Relatively new for the treatment of cancer, Sonophotodynamic Therapy (SPDT) is a non-toxic therapy used to help cure late-stage metastatic (spread) cancers. It consists of the use of a low-level ultrasound, together with naturally derived sensitizers (to cause a tumor to become sensitive to a substance so as to react to it in a bad way [to kill it]), which work to help destroy tumors that exist within malignant cells, such as those in lung cancer, and breast cancer, etc.
SPDT combines Photodynamic Therapy (PDT), which uses light-sensitive compounds (photosynthetic agents) which when exposed to light (selectively) become toxic so as to target malignant (cancerous) cells, and any secondary diseased cells in the body. However, the negative part of PDT, is that the body is not very transparent to light (it is difficult for light to pass through the body).
Therefore, PDT, is used in combination with SDT due to it having an ultrasound that is able to transmit into the body and attack deep-rooted tumors. PDT is more of an adjunct therapy (an additional treatment that is added to SDT, but is not an essential part of SDT [an extra that has been around for 100 years or more]). SDT is a relatively new treatment – about a decade or so old.
Patients are given two different types of sensitizers before being treated with the SDT’s ultrasound, and the PDT’s strong red lights, so as to help destroy any cancerous cells. The US Food and Drug Administration (FDA) granted the use of PDT in the mid 1970’s, where it was preliminarily used for the treatment (localized) of various stages of oesophageal, and lung cancer.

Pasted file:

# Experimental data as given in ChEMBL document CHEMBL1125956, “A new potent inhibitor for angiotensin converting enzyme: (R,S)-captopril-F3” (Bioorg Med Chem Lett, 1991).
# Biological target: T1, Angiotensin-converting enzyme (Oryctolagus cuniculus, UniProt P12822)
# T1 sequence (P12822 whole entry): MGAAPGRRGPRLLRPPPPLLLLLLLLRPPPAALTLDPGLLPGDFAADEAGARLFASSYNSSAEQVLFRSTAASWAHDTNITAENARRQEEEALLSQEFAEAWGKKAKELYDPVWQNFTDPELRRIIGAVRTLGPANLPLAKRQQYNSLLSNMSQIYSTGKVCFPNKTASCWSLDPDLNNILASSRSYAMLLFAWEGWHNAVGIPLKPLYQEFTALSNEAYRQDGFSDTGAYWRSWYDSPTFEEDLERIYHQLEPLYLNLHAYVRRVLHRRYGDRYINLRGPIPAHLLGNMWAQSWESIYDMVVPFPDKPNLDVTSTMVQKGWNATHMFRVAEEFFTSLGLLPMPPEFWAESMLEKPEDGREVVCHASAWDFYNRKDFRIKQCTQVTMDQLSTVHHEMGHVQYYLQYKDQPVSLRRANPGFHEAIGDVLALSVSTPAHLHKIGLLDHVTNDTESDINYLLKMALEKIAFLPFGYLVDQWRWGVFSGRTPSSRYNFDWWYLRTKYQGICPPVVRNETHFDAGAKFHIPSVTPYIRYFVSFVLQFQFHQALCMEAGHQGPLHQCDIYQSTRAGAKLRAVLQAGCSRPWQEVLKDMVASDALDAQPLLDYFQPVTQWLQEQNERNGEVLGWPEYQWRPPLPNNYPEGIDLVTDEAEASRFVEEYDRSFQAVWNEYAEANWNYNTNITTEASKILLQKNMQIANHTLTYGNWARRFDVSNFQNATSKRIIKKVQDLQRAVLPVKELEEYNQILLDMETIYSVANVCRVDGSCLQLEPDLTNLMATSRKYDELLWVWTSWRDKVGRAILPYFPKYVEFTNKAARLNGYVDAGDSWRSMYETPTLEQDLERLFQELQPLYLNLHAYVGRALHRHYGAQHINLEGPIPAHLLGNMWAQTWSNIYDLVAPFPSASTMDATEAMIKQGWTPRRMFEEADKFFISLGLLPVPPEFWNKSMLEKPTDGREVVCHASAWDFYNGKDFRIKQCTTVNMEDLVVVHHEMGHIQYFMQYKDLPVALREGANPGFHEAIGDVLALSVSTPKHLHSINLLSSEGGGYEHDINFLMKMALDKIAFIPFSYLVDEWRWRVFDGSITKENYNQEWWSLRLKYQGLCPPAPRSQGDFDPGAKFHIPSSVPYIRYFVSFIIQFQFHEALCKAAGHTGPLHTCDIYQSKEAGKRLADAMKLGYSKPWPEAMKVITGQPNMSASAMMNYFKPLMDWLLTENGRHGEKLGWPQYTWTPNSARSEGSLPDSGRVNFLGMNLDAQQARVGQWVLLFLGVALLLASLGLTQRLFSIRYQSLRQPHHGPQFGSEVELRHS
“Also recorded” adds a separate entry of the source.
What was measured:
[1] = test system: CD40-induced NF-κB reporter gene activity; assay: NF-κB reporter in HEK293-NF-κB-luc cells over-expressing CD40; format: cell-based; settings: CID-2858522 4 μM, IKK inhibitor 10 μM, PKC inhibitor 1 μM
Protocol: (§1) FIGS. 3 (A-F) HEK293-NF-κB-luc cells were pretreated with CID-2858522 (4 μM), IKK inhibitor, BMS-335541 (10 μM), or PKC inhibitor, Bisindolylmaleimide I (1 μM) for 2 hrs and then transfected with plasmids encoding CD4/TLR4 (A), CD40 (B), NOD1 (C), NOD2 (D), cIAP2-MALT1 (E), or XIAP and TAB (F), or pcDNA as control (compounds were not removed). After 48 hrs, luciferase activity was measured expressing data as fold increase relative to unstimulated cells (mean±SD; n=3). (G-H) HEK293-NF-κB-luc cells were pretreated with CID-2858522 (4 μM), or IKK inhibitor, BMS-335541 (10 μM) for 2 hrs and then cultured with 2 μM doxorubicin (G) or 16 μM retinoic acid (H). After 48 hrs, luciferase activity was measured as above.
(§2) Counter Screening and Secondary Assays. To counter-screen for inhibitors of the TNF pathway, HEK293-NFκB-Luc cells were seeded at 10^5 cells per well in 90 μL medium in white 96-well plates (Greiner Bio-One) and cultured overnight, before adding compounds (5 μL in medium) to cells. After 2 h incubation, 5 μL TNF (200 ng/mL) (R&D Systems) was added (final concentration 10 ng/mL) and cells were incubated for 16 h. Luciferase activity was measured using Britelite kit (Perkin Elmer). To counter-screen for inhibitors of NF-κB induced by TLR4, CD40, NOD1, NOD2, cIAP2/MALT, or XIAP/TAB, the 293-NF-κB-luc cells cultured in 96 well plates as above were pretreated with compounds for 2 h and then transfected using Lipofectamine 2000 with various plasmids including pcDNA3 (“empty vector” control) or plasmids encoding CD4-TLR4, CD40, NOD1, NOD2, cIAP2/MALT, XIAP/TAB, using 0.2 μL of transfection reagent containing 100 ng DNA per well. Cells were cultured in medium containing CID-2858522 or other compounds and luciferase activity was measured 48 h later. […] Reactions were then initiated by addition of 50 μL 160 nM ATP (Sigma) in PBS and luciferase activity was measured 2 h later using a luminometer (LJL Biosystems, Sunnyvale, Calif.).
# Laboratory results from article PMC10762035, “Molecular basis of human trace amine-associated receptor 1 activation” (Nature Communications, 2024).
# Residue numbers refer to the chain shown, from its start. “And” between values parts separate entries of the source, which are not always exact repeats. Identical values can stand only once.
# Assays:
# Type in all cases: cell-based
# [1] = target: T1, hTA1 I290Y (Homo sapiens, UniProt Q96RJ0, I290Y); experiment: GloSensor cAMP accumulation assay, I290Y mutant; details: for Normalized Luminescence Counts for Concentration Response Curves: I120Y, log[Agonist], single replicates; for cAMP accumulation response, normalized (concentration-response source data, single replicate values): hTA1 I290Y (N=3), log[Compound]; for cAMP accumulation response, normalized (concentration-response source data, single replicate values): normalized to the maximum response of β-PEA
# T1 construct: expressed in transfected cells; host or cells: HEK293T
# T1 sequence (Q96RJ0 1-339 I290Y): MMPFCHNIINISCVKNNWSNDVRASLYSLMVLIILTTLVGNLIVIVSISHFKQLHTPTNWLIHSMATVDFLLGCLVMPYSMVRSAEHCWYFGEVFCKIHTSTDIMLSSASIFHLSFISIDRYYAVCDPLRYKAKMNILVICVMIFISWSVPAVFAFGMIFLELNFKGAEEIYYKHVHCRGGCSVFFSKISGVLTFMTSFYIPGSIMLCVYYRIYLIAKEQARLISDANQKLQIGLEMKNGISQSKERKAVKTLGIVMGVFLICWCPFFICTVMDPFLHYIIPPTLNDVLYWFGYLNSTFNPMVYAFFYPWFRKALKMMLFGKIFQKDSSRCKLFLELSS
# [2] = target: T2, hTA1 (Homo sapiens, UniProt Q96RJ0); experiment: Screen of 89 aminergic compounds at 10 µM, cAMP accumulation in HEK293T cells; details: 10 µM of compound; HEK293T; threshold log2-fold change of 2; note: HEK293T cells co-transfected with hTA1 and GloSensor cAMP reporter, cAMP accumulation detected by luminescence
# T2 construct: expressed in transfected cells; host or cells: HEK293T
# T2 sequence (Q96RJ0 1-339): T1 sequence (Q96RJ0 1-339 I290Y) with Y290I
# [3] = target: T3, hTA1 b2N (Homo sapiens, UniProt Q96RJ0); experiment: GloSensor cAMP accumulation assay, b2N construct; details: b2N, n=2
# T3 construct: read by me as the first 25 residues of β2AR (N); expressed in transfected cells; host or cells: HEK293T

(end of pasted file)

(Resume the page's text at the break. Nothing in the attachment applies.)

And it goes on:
Although PDT has been around for many years, it has only been during the last few years that it has really come into the spotlight (combined with SDT) as a successful cancer cure. PDT only has the ability to destroy cancerous cells that are no more than 3mm deep into the body (used for skin and breast cancers), where as SDT can penetrate deeper into the body to destroy cancerous cells (used for cancerous internal organs [the heart and lungs]).
Note: When Photodynamic Therapy (PDT), and Sonodynamic Therapy (SDT) are combined together, they are known as Sonophotodynamic Therapy (SPDT). A successful cancer treatment used for brain, advanced breast, colorectal, lung, maxillary sinus inflammations, prostate, stomach, and skin and epithelial soft tissue cancers. Minimal damage and side-effects are experienced by the patient when treated with SPDT.